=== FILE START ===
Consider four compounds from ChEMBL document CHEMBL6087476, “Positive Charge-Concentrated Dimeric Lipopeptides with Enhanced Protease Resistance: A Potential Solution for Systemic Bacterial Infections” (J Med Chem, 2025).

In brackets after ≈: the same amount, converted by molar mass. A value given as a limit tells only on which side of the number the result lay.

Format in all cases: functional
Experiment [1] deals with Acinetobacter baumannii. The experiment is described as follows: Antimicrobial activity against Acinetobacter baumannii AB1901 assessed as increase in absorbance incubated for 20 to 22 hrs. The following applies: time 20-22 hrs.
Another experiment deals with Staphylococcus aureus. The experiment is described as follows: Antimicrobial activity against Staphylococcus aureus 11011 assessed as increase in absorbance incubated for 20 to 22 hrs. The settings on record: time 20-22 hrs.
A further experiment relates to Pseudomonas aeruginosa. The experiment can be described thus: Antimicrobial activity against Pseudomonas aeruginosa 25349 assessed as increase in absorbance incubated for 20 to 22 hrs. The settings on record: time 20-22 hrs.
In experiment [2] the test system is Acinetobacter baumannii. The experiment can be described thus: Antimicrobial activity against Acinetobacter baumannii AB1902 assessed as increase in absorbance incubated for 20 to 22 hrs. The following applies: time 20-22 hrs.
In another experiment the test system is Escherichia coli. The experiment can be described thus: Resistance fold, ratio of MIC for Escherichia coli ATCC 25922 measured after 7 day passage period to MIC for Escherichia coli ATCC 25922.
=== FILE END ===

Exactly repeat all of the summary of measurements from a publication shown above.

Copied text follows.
Consider four compounds from ChEMBL document CHEMBL6087476, “Positive Charge-Concentrated Dimeric Lipopeptides with Enhanced Protease Resistance: A Potential Solution for Systemic Bacterial Infections” (J Med Chem, 2025).

In brackets after ≈: the same amount, converted by molar mass. A value given as a limit tells only on which side of the number the result lay.

Format in all cases: functional
Experiment [1] deals with Acinetobacter baumannii. The experiment is described as follows: Antimicrobial activity against Acinetobacter baumannii AB1901 assessed as increase in absorbance incubated for 20 to 22 hrs. The following applies: time 20-22 hrs.
Another experiment deals with Staphylococcus aureus. The experiment is described as follows: Antimicrobial activity against Staphylococcus aureus 11011 assessed as increase in absorbance incubated for 20 to 22 hrs. The settings on record: time 20-22 hrs.
A further experiment relates to Pseudomonas aeruginosa. The experiment can be described thus: Antimicrobial activity against Pseudomonas aeruginosa 25349 assessed as increase in absorbance incubated for 20 to 22 hrs. The settings on record: time 20-22 hrs.
In experiment [2] the test system is Acinetobacter baumannii. The experiment can be described thus: Antimicrobial activity against Acinetobacter baumannii AB1902 assessed as increase in absorbance incubated for 20 to 22 hrs. The following applies: time 20-22 hrs.
In another experiment the test system is Escherichia coli. The experiment can be described thus: Resistance fold, ratio of MIC for Escherichia coli ATCC 25922 measured after 7 day passage period to MIC for Escherichia coli ATCC 25922.